Symi also transliterated Syme or Simi (Greek: Σύμη) is a Greek island and municipality. It is mountainous and includes the harbor town of Symi and its adjacent upper town Ano Symi, as well as several smaller localities, beaches, and areas of significance in history and mythology. Symi is part of the Rhodes regional unit. The shipbuilding and sponge industries were substantial on the island and, while at their peak near the end of the 19th century, the population reached 22,500. Symi's main industry is now tourism and the population has declined to 2,500.
The island has become a haven for tourists from abroad, especially British and Italians, and is now the permanent home of about 120 non-Greek residents, some 50 of whom are British. The influx of tourists has led to the restoration of a great number of homes (many of which were destroyed during World War II); these restorations, by law, have to conform to "guidelines laid down by the Greek culture ministry's Archaeological Service."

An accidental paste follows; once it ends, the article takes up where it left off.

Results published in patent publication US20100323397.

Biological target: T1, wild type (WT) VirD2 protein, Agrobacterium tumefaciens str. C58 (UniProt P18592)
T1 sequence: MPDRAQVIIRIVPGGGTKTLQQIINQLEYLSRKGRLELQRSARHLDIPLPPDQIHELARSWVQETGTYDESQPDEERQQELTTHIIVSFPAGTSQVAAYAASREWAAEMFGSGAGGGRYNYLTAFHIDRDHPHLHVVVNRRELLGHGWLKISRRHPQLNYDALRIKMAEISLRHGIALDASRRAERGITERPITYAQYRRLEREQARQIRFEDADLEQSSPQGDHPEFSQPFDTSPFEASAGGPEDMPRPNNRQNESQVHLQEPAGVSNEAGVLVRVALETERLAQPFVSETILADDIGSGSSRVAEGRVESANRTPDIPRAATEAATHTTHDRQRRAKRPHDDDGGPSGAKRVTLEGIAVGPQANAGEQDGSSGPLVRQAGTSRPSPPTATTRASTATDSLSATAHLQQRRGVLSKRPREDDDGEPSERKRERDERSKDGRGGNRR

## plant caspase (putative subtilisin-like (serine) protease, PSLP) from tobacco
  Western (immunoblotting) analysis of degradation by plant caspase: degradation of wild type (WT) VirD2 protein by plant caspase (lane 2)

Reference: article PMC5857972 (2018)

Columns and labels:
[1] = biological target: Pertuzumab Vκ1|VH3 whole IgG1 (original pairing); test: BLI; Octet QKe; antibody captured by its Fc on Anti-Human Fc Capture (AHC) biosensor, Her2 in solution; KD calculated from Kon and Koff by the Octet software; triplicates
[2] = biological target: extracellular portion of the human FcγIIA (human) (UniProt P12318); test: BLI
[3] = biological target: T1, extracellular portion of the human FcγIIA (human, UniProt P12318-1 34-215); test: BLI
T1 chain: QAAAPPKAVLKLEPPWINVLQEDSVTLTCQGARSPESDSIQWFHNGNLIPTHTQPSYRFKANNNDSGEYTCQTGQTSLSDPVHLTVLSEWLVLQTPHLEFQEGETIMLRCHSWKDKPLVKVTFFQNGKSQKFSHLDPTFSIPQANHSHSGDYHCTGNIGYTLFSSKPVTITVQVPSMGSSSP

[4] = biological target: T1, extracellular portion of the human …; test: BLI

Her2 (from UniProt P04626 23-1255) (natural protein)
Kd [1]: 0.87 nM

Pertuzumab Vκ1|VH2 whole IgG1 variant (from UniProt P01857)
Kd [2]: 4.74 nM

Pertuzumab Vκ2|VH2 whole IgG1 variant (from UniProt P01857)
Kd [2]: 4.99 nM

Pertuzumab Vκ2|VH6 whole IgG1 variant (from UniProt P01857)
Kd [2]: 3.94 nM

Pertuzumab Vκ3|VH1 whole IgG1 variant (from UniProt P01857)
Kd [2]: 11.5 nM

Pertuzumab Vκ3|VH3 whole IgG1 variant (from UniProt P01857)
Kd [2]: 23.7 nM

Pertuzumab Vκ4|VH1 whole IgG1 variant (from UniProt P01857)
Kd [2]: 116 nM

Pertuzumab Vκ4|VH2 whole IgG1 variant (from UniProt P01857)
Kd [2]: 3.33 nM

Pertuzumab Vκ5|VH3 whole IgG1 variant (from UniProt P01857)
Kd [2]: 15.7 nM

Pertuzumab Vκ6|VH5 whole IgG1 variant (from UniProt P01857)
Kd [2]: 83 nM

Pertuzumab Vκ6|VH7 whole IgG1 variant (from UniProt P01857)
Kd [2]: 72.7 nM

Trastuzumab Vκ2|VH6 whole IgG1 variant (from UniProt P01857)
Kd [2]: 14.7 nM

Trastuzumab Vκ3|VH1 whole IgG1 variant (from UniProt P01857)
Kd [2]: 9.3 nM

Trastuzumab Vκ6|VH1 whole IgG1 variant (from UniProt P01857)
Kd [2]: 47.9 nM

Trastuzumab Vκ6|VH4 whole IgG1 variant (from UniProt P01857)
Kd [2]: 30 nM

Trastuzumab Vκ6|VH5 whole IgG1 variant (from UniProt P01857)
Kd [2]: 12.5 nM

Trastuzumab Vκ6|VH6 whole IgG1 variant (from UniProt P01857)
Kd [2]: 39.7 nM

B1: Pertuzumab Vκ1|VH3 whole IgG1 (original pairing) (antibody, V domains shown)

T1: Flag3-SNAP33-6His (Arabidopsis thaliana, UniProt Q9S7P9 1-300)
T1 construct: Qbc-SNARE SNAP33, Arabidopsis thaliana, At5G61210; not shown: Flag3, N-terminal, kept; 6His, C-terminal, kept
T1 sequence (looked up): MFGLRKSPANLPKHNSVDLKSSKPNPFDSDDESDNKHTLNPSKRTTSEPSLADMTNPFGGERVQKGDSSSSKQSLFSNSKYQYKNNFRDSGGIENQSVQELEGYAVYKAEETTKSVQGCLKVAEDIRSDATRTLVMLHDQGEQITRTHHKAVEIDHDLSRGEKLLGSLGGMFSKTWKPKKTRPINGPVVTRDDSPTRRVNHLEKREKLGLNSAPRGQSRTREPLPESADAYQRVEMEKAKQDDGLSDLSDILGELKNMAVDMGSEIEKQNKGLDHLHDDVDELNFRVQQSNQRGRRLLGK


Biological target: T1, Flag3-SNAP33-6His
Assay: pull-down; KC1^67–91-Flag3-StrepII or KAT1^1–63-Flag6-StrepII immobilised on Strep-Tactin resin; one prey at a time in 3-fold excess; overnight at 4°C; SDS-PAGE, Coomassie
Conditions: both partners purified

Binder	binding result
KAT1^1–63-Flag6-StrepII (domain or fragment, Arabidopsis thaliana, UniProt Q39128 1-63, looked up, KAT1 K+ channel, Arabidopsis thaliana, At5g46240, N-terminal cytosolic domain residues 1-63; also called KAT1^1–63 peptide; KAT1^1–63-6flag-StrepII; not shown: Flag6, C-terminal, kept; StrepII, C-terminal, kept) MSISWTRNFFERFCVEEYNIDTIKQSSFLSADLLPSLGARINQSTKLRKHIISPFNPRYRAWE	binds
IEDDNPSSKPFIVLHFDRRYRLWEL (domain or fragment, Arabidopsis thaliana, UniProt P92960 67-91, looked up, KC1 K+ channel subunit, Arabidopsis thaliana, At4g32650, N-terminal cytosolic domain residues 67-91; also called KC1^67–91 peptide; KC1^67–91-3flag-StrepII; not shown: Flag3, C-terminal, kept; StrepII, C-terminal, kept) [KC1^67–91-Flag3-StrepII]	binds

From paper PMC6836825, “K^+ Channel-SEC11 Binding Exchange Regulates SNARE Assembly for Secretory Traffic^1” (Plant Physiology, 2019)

Between 1998 and 2006, it is estimated that the price of a "ruin" on Symi increased fivefold. The growing population of British and other expatriates has led to demographic as well as political changes, since EU citizens are allowed to vote in local elections and have attempted to exert influence on the island's politics. Opinions on whether this is a sign of growing integration differ. There has been considerable restoration of many houses in Symi in the past decade, by architects including Haris A. Kalligas and Anastasia Papaioannou, both winners of the Europa Nostra Awards for their work on Symi and elsewhere in Greece.